Plaintiff testified further that in October, 1949, Mr. and Mrs. Acosta purchased the property located at 311 West Second Street and 207 South Centre Street; thereafter there were other conversations as to what would happen on the death of Mr. and Mrs. Acosta; the conversations were "in this line" that "if I [plaintiff] kept my promise to them, that if they should ever pass away I [plaintiff] was to have the corner house — that is, 207 South Centre"; Mr. and Mrs. Acosta "stated always they would write up a paper, which to them was a will," leaving 207 South Centre Street to plaintiff; the reason Mrs. Acosta did not make a will was that she was superstitious and believed that if she wrote a will she would die the next day; Mrs. Acosta stated many times that she would write a will later — that she was "not going to die now, anyway."
Plaintiff testified further that she lived in the same house with Mrs. Acosta from May, 1949, until October, 1951; during that time plaintiff took care of Mrs. Acosta, took her to the doctor and the hospital, and kept house, cooked, washed and ironed for her; after an operation for goiter was performed on Mrs. Acosta in 1951, she was not able to do much; plaintiff fed her, helped her bathe, dress, and move about; plaintiff's husband separated from plaintiff by reason of the constant care and attention plaintiff gave Mrs. Acosta; subsequently they were divorced; in October, 1951, plaintiff moved to another house; she went to Mrs. Acosta's home every day and took care of her and did the housework; in February, 1952, at the request of Mrs. Acosta, plaintiff moved to the house at 207 South Centre Street; plaintiff plastered the bedroom and painted the house; in 1952 Mr. Acosta was afflicted with cancer, was bedridden for the last two months he lived, and required constant care; plaintiff took care of him every day during his illness; Mr. Acosta died in March, 1952; thereafter Mrs. Acosta lived at plaintiff's home until September 1, 1952, when Mrs. Acosta moved back to the house at 311 West Second Street; she remained there until the middle of December, 1952, when she went to the home of her brother, defendant Morales; after the death of Mr. Acosta and until Mrs. Acosta went to the home of her brother, plaintiff took care of Mrs. Acosta and cooked, washed and ironed for her; before Mrs. Acosta went to the home of her brother, plaintiff's mother was ill and Mrs. Acosta said that she would go to the home of her brother until plaintiff's mother recovered; plaintiff went to the brother's home almost every day after Mrs. Acosta was there and ran errands for Mrs. Acosta; after plaintiff's mother recovered, arrangements were made for Mrs. Acosta to return on May 30, 1953, to live with plaintiff; Mrs. Acosta died at the home of her brother on May 8, 1953; Mrs. Acosta had sclerosis of the heart and dropsy during the time plaintiff took care of her.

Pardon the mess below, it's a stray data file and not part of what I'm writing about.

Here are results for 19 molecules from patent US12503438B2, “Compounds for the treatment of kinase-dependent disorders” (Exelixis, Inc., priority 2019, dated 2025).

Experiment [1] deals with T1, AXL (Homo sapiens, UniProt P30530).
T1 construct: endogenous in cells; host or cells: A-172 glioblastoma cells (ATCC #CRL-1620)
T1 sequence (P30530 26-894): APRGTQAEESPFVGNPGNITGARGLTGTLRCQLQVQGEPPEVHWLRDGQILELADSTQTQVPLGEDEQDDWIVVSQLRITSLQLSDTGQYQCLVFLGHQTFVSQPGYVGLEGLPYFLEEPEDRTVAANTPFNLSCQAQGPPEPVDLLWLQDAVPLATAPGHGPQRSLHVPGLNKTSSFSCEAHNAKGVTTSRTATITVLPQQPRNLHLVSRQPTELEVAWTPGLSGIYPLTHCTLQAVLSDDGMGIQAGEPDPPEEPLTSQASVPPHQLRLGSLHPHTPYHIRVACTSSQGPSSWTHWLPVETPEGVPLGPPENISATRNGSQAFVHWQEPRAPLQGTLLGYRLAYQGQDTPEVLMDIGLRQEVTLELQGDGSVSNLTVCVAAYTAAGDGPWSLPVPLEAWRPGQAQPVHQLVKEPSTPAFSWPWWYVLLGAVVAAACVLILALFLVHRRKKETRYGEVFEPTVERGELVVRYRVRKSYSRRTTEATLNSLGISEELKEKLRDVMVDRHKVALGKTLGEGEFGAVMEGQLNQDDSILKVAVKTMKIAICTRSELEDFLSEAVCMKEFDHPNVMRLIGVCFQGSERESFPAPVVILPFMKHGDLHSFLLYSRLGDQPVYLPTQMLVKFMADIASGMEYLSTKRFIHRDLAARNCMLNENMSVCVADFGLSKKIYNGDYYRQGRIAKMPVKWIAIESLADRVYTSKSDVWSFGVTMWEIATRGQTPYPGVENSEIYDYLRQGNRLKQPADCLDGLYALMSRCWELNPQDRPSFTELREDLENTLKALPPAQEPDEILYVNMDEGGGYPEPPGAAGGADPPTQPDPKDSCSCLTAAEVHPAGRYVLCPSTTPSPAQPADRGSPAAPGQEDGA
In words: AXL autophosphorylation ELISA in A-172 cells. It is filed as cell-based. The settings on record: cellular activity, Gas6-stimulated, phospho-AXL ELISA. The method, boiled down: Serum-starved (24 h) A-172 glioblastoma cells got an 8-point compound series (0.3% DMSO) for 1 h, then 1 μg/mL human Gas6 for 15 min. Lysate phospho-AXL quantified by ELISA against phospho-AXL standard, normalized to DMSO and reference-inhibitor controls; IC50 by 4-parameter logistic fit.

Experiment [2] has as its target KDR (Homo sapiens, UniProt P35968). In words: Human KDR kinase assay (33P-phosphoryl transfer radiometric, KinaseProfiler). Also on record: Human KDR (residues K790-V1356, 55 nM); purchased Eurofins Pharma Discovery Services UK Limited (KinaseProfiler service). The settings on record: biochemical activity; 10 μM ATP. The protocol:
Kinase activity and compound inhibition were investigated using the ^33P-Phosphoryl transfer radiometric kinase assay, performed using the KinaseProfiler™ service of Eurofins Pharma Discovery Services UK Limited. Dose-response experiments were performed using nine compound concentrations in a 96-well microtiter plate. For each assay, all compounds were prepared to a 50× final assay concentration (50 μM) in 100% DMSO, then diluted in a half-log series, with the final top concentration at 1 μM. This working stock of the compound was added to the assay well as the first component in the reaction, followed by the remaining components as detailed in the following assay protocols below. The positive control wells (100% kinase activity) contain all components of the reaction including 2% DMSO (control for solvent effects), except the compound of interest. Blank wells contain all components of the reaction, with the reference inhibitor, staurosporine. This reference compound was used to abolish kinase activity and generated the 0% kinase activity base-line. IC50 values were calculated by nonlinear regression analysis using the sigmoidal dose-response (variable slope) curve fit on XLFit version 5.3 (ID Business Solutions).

Plaintiff testified further that Mrs. Acosta wanted plaintiff to be with her constantly; plaintiff discontinued many activities in order to take care of Mrs. Acosta; some of the activities which she discontinued were: attending church, attending picture shows, visiting and entertaining friends, bowling, and dancing; plaintiff was not paid for any of the services she performed for Mr. and Mrs. Acosta.
On cross-examination, plaintiff testified Mrs. Acosta was her second cousin, but plaintiff always called her "Aunt Maria"; plaintiff never asked Mrs. Acosta to make a will or deed giving the property to plaintiff; she had Mrs. Acosta's word and that was enough.